This film is concerned with the inner realities of an individual and with
the way in which the sub-conscious will develop, interpret and elaborate an
apparently simple and casual occurrence into a critical emotional
experience. It is culminated by a double-ending in which it would seem that
the imagined achieved, for the protagonist, such force that it became
reality. Using cinematic techniques to achieve dislocations of inanimate
objects, unexpected simultaneities, etc., this film establishes a reality
which, although somewhat based on dramatic logic, can exist only on film.
(Note that this description comes not from the Coop site, but from a 1945
brochure written by Deren republished in Essential Deren).
Total Running Time: Approx. 73 mins.
All films are from the Film-Makers' Cooperative
On 11/19/07 10:15 PM, "BR" <email suppressed> wrote:
> Dearest Frameworkers,
> Hello again. While I'm at it, I was wondering if I could pick your collective
> brain about films/videos that deal with the representation and alteration of
> domestic space (physical, emotional, etc). I'm putting together a program of
> films for a gallery screening in the City of Broad Shoulders, and while I've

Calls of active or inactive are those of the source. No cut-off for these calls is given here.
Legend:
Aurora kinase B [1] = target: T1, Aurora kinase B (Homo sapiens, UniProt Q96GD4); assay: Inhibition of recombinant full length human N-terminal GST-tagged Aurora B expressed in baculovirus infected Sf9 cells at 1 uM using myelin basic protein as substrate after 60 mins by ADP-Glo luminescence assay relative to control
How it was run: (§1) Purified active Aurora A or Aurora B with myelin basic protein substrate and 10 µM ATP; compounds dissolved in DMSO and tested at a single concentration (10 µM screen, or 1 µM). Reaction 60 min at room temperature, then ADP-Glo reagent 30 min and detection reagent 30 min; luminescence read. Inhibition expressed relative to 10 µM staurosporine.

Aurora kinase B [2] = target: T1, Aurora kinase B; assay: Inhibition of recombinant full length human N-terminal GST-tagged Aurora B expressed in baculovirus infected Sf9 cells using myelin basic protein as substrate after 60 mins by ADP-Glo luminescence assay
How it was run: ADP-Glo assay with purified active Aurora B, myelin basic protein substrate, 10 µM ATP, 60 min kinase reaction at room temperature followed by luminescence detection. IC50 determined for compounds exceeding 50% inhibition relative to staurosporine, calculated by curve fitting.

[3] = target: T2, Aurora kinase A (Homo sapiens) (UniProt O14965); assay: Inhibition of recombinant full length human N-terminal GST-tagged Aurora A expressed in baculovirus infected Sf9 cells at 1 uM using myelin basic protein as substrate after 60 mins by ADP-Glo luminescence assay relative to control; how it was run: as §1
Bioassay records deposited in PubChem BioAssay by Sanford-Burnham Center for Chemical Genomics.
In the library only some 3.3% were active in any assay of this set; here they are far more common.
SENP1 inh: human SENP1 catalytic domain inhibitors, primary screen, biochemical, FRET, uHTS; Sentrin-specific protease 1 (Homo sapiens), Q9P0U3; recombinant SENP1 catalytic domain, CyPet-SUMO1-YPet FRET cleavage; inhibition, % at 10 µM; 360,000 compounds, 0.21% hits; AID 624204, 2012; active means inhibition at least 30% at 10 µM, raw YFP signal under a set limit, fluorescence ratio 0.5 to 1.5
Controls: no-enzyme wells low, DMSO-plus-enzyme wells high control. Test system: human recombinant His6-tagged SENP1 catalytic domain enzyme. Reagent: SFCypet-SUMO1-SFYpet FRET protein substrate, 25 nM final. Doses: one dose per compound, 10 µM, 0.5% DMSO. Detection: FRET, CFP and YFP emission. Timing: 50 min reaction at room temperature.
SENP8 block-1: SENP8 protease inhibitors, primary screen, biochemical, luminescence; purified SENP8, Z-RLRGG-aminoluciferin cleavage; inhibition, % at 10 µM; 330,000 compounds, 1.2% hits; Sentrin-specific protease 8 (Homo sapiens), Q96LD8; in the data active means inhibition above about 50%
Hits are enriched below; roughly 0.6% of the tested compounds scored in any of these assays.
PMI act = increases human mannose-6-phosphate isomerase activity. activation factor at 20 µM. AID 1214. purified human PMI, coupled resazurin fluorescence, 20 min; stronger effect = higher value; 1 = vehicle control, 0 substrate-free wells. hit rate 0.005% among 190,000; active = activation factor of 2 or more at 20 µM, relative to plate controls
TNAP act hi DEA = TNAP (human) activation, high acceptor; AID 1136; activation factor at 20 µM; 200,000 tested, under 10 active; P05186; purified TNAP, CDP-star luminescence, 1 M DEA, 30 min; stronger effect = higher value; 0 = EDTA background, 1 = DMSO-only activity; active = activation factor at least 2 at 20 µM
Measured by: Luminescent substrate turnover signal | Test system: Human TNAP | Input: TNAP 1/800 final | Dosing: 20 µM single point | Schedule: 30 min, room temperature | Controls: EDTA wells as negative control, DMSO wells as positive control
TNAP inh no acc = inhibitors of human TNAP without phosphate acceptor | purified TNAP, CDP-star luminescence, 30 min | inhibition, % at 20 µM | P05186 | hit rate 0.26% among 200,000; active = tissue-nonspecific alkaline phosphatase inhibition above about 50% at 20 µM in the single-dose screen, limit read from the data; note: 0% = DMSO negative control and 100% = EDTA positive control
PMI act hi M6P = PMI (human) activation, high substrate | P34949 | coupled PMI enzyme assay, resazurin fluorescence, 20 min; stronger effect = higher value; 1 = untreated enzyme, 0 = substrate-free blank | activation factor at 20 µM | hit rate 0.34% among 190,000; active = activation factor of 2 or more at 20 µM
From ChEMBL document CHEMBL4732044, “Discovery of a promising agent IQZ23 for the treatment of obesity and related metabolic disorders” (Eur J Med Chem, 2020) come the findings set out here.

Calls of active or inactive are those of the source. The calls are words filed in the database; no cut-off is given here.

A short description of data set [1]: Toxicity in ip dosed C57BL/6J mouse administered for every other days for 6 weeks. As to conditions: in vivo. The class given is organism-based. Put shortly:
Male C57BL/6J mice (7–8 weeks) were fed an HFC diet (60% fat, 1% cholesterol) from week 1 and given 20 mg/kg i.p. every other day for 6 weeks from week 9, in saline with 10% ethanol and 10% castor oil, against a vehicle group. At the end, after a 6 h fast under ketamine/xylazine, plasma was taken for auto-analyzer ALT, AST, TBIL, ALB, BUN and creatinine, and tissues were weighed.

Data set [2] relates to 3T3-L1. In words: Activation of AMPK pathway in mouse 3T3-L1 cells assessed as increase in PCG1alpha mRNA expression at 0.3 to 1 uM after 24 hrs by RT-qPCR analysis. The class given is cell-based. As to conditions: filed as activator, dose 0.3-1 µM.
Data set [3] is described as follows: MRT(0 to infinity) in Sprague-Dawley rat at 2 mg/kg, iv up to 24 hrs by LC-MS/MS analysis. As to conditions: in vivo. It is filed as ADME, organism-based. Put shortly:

> got a program picked out already, I was curious as to what else might be
> circling the A/V atmosphere. To give you a better sense of what I'm asking,
> here's the constellation of films that I've gathered thus far:
> Wait by Ernie Gehr (7:00, 16mm, 1968)
> Table by Ernie Gehr (16:00, 16mm, 1976)
> House by Ben Rivers (6:00, 16mm, 2007)
> Old Dark House by Ben Rivers (4:00, 16mm, 2007)
> Dani Houses by Karl Heider (16:00, 16mm, 1963)
> Footnotes to a House of Love by Laida Lertxundi (13:00, 16mm, 2007)
> Babobilicons by Daina Krumins (16:00, 16mm, 1982)
> The Fourth Watch by Janie Geiser (10:00, 16mm, 2000)
> Red Swing by Leighton Pierce (8:00, 16mm, 1986)
> Chinese Firedrill by Will Hindle (25:00, 16mm, 1968)
> I'd be especially excited to hear the titles of whatever ethnographic films
> might be on the tips of your tongues...
> Thanks In Advance,
> Ben Russell